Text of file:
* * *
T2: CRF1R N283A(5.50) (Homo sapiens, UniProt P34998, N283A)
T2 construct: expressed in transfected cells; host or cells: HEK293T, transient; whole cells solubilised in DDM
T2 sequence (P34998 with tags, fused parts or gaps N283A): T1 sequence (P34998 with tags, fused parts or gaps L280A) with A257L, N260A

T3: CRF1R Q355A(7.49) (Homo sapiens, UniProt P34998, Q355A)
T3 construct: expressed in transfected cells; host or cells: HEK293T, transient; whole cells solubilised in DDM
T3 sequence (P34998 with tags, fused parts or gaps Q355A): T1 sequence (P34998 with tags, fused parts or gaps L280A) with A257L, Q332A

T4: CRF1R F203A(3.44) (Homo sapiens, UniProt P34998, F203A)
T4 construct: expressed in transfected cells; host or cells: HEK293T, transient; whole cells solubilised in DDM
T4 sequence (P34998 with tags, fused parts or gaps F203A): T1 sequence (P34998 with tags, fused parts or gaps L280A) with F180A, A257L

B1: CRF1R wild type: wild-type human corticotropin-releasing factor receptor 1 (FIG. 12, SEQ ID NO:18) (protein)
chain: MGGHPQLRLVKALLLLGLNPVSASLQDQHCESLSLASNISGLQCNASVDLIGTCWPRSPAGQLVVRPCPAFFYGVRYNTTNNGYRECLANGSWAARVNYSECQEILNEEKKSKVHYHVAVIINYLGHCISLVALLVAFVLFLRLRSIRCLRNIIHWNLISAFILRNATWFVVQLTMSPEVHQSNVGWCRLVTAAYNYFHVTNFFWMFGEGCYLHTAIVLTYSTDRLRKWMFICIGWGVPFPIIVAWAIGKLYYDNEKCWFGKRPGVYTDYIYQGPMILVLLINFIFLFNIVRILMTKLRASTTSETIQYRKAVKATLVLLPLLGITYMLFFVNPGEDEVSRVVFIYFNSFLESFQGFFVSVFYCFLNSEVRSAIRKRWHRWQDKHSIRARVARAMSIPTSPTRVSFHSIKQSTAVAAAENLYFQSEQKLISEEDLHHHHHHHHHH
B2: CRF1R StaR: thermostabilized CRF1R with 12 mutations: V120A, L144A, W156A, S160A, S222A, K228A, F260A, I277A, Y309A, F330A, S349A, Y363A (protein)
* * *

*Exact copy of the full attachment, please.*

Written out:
T2: CRF1R N283A(5.50) (Homo sapiens, UniProt P34998, N283A)
T2 construct: expressed in transfected cells; host or cells: HEK293T, transient; whole cells solubilised in DDM
T2 sequence (P34998 with tags, fused parts or gaps N283A): T1 sequence (P34998 with tags, fused parts or gaps L280A) with A257L, N260A

T3: CRF1R Q355A(7.49) (Homo sapiens, UniProt P34998, Q355A)
T3 construct: expressed in transfected cells; host or cells: HEK293T, transient; whole cells solubilised in DDM
T3 sequence (P34998 with tags, fused parts or gaps Q355A): T1 sequence (P34998 with tags, fused parts or gaps L280A) with A257L, Q332A

T4: CRF1R F203A(3.44) (Homo sapiens, UniProt P34998, F203A)
T4 construct: expressed in transfected cells; host or cells: HEK293T, transient; whole cells solubilised in DDM
T4 sequence (P34998 with tags, fused parts or gaps F203A): T1 sequence (P34998 with tags, fused parts or gaps L280A) with F180A, A257L

B1: CRF1R wild type: wild-type human corticotropin-releasing factor receptor 1 (FIG. 12, SEQ ID NO:18) (protein)
chain: MGGHPQLRLVKALLLLGLNPVSASLQDQHCESLSLASNISGLQCNASVDLIGTCWPRSPAGQLVVRPCPAFFYGVRYNTTNNGYRECLANGSWAARVNYSECQEILNEEKKSKVHYHVAVIINYLGHCISLVALLVAFVLFLRLRSIRCLRNIIHWNLISAFILRNATWFVVQLTMSPEVHQSNVGWCRLVTAAYNYFHVTNFFWMFGEGCYLHTAIVLTYSTDRLRKWMFICIGWGVPFPIIVAWAIGKLYYDNEKCWFGKRPGVYTDYIYQGPMILVLLINFIFLFNIVRILMTKLRASTTSETIQYRKAVKATLVLLPLLGITYMLFFVNPGEDEVSRVVFIYFNSFLESFQGFFVSVFYCFLNSEVRSAIRKRWHRWQDKHSIRARVARAMSIPTSPTRVSFHSIKQSTAVAAAENLYFQSEQKLISEEDLHHHHHHHHHH
B2: CRF1R StaR: thermostabilized CRF1R with 12 mutations: V120A, L144A, W156A, S160A, S222A, K228A, F260A, I277A, Y309A, F330A, S349A, Y363A (protein)